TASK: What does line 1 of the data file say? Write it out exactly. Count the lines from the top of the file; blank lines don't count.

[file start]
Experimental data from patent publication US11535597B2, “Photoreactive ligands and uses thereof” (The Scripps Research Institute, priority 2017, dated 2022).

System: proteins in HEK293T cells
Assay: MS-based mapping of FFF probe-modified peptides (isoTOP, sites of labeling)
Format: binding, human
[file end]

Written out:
Experimental data from patent publication US11535597B2, “Photoreactive ligands and uses thereof” (The Scripps Research Institute, priority 2017, dated 2022).